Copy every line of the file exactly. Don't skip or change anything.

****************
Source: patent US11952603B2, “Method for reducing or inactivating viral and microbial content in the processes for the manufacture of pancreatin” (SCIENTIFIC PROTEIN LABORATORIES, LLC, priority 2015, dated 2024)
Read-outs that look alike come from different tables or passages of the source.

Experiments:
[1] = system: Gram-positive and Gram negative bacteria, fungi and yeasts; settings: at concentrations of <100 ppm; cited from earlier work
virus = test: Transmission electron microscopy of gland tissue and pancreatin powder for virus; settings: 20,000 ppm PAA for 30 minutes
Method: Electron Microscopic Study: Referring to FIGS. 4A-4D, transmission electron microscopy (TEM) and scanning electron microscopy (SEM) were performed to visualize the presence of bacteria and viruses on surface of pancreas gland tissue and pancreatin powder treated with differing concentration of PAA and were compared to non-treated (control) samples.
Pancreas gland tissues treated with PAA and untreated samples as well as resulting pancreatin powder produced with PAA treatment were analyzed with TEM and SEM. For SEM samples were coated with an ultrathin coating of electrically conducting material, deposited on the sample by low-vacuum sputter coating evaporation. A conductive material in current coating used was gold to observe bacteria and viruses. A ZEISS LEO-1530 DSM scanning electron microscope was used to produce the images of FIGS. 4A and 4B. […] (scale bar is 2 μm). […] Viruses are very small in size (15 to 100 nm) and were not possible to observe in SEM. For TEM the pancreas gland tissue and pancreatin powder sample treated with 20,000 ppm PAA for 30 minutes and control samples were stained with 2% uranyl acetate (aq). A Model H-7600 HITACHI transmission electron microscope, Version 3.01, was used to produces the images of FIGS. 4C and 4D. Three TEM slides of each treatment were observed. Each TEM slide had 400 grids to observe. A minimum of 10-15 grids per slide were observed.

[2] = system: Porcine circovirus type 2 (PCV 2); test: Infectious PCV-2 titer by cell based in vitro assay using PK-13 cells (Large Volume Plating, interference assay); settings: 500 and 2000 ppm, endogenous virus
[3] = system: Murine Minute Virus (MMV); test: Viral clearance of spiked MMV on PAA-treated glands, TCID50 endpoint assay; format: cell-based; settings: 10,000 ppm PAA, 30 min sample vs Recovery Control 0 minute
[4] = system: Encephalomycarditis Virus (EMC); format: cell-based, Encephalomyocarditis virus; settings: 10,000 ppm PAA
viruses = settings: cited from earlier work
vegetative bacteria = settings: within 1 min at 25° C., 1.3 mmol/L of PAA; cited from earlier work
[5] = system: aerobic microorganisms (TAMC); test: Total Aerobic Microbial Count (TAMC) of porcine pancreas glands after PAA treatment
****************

Source: patent US11952603B2, “Method for reducing or inactivating viral and microbial content in the processes for the manufacture of pancreatin” (SCIENTIFIC PROTEIN LABORATORIES, LLC, priority 2015, dated 2024)
Read-outs that look alike come from different tables or passages of the source.

Experiments:
[1] = system: Gram-positive and Gram negative bacteria, fungi and yeasts; settings: at concentrations of <100 ppm; cited from earlier work
virus = test: Transmission electron microscopy of gland tissue and pancreatin powder for virus; settings: 20,000 ppm PAA for 30 minutes
Method: Electron Microscopic Study: Referring to FIGS. 4A-4D, transmission electron microscopy (TEM) and scanning electron microscopy (SEM) were performed to visualize the presence of bacteria and viruses on surface of pancreas gland tissue and pancreatin powder treated with differing concentration of PAA and were compared to non-treated (control) samples.
Pancreas gland tissues treated with PAA and untreated samples as well as resulting pancreatin powder produced with PAA treatment were analyzed with TEM and SEM. For SEM samples were coated with an ultrathin coating of electrically conducting material, deposited on the sample by low-vacuum sputter coating evaporation. A conductive material in current coating used was gold to observe bacteria and viruses. A ZEISS LEO-1530 DSM scanning electron microscope was used to produce the images of FIGS. 4A and 4B. […] (scale bar is 2 μm). […] Viruses are very small in size (15 to 100 nm) and were not possible to observe in SEM. For TEM the pancreas gland tissue and pancreatin powder sample treated with 20,000 ppm PAA for 30 minutes and control samples were stained with 2% uranyl acetate (aq). A Model H-7600 HITACHI transmission electron microscope, Version 3.01, was used to produces the images of FIGS. 4C and 4D. Three TEM slides of each treatment were observed. Each TEM slide had 400 grids to observe. A minimum of 10-15 grids per slide were observed.

[2] = system: Porcine circovirus type 2 (PCV 2); test: Infectious PCV-2 titer by cell based in vitro assay using PK-13 cells (Large Volume Plating, interference assay); settings: 500 and 2000 ppm, endogenous virus
[3] = system: Murine Minute Virus (MMV); test: Viral clearance of spiked MMV on PAA-treated glands, TCID50 endpoint assay; format: cell-based; settings: 10,000 ppm PAA, 30 min sample vs Recovery Control 0 minute
[4] = system: Encephalomycarditis Virus (EMC); format: cell-based, Encephalomyocarditis virus; settings: 10,000 ppm PAA
viruses = settings: cited from earlier work
vegetative bacteria = settings: within 1 min at 25° C., 1.3 mmol/L of PAA; cited from earlier work
[5] = system: aerobic microorganisms (TAMC); test: Total Aerobic Microbial Count (TAMC) of porcine pancreas glands after PAA treatment